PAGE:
Snow Essentials

  1. Thermal underwear – remember to dress in layers for most protection from cold
  2. Warm, waterproof jacket and snow pants
  3. Protect head, fingers and toes: warm hat and/or helmet, goggles, gloves, socks and boots appropriate for weather
  4. Navigation and communication aids (maps, compass, GPS, emergency communicator)
  5. Flashlight and batteries (for signaling)
  6. Emergency shelter, stove, fuel and food

Winter in Yukon can be breathtakingly beautiful, but can also be unpredictable and dangerous. 
Weather conditions in Yukon are the single most important factor in planning any kind of winter outdoor expedition. Snow storms can come unexpectedly and turn weather conditions from comfortable to extreme in a matter of hours. Temperatures can potentially drop to -55 degrees celcius, or below. Be sure you consult a reliable source for weather information, such as Environment Canada, before you set out.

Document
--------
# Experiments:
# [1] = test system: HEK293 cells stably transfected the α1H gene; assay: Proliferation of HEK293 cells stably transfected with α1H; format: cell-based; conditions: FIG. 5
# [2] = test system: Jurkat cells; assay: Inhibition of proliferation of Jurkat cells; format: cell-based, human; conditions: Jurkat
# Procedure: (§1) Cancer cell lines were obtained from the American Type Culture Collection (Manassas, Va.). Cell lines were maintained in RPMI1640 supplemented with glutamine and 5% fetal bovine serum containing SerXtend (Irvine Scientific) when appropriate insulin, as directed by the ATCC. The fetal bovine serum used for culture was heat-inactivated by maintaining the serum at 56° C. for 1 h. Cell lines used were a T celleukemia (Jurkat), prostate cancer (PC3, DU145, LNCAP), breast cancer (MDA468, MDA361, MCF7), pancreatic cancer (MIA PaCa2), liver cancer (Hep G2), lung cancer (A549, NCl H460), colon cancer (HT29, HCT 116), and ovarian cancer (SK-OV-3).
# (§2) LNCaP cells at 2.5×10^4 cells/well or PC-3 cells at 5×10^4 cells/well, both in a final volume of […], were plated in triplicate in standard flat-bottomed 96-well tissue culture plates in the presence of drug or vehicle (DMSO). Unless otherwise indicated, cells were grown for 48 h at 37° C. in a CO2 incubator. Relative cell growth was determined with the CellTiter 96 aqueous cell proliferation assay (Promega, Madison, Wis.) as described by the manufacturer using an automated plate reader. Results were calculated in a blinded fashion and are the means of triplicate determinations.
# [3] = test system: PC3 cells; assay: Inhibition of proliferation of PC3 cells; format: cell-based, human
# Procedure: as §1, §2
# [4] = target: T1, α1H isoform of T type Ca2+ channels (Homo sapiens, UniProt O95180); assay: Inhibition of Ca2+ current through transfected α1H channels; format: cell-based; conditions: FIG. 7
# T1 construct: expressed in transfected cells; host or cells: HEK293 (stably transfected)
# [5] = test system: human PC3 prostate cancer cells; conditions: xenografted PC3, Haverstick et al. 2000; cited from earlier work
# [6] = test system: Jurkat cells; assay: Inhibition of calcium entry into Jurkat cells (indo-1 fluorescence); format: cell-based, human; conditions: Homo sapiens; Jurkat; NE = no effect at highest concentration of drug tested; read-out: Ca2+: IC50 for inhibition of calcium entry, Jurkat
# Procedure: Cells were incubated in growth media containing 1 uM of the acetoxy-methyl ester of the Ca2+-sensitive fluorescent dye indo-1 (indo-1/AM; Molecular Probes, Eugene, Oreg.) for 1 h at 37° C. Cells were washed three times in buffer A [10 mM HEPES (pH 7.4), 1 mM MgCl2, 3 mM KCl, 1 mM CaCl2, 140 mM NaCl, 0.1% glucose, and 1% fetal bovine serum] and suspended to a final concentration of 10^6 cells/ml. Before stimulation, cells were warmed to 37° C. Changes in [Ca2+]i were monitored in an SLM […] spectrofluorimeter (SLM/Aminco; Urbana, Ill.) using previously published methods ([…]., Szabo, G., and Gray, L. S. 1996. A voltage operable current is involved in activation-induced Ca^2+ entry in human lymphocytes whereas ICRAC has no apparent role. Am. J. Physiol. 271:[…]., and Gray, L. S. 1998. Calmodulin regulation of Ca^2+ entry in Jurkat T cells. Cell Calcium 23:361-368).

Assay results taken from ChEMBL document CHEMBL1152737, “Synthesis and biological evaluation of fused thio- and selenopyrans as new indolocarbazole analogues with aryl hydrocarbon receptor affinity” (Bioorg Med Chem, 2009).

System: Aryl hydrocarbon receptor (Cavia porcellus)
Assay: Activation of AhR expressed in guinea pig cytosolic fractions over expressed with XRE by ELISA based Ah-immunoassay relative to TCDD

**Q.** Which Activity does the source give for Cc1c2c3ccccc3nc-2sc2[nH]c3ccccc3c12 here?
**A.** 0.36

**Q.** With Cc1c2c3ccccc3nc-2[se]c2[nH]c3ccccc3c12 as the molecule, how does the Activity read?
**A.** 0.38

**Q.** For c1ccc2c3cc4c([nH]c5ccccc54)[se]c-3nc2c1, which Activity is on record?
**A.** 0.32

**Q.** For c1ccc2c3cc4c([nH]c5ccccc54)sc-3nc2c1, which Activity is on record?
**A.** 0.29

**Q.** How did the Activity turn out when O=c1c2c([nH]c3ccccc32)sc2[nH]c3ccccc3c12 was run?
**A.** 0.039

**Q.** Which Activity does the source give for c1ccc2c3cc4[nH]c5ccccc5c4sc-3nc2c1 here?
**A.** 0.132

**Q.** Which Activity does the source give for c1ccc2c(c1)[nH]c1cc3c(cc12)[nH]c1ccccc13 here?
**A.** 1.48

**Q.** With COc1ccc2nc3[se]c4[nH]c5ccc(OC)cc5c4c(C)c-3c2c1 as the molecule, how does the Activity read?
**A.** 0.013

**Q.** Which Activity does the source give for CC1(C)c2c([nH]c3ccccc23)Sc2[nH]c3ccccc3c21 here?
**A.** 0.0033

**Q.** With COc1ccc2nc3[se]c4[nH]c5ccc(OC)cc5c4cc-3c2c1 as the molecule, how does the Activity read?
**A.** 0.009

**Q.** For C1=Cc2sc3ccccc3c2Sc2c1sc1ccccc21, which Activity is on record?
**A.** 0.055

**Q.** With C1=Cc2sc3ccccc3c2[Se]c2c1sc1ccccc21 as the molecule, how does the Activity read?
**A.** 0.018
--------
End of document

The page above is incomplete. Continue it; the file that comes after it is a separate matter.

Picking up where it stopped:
Yukon has a vast backcountry, that can make for an exciting adventure. It is also where avalanches can pose a deadly risk. Always consult the Yukon Avalanche Association website before venturing out into avalanche-prone areas.
If you are going out on your own, be sure you complete a Safe Travel Plan and leave it with someone responsible. If you do become stranded, the following tips will increase your chances of being found quickly and in good condition.  
  • Stay in your vehicle when stranded as it is usually the safest choice if winter storms create poor visibility or if roadways are ice covered. 
  • Tie a brightly coloured cloth to the antenna as a signal to rescuers and raise the hood of the car (if it is not snowing).
  • Move anything you need from the trunk into the passenger area.
  • Wrap your entire body, including your head, in extra clothing, blankets, or newspapers. Huddle with other people for warmth.
  • Stay awake. You will be less vulnerable to cold-related health problems.
  • Run the motor (and heater) for about 10 minutes per hour, opening one window slightly to let in air. Make sure that snow is not blocking the exhaust pipe—this will reduce the risk of carbon monoxide poisoning.
  • As you sit, keep moving your arms and legs to improve your circulation and stay warmer.
  • Do not eat snow unless it is melted because it will lower your body temperature